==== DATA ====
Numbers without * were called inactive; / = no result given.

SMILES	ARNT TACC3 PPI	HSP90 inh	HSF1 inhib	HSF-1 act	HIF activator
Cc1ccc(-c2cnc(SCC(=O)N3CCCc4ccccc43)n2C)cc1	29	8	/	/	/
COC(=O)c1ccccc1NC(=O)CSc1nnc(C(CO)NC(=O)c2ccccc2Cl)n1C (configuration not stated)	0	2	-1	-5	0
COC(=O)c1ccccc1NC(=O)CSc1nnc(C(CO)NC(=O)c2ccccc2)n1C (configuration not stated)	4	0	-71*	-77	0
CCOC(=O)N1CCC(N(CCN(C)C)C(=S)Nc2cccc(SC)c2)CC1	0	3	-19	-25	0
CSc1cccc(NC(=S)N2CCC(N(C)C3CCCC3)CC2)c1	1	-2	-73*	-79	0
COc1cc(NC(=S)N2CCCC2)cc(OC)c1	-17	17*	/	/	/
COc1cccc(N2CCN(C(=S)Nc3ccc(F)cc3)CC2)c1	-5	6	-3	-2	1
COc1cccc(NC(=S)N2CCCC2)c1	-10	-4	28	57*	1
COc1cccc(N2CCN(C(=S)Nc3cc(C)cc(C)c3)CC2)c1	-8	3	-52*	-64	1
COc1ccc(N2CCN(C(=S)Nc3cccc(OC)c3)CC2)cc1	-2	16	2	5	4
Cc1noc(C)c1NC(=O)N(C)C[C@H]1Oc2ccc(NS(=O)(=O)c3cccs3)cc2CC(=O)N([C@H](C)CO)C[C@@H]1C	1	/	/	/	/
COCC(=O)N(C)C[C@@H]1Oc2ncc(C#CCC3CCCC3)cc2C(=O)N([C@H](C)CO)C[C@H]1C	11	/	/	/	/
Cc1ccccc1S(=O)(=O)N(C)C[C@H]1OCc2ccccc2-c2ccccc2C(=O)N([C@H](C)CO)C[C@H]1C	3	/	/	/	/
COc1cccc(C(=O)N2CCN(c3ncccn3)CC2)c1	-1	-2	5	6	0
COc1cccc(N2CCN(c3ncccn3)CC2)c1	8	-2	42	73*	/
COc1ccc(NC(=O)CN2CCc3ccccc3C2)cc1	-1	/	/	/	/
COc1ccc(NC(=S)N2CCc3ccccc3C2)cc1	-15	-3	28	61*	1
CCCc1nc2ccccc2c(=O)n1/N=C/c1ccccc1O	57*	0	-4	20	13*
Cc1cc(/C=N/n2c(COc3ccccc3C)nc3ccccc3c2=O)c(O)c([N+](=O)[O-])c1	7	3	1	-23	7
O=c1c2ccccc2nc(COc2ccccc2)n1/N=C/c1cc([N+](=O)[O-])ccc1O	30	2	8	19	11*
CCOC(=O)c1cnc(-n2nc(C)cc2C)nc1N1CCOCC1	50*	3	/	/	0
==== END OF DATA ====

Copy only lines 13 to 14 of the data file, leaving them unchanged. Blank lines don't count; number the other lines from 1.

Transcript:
Cc1noc(C)c1NC(=O)N(C)C[C@H]1Oc2ccc(NS(=O)(=O)c3cccs3)cc2CC(=O)N([C@H](C)CO)C[C@@H]1C	1	/	/	/	/
COCC(=O)N(C)C[C@@H]1Oc2ncc(C#CCC3CCCC3)cc2C(=O)N([C@H](C)CO)C[C@H]1C	11	/	/	/	/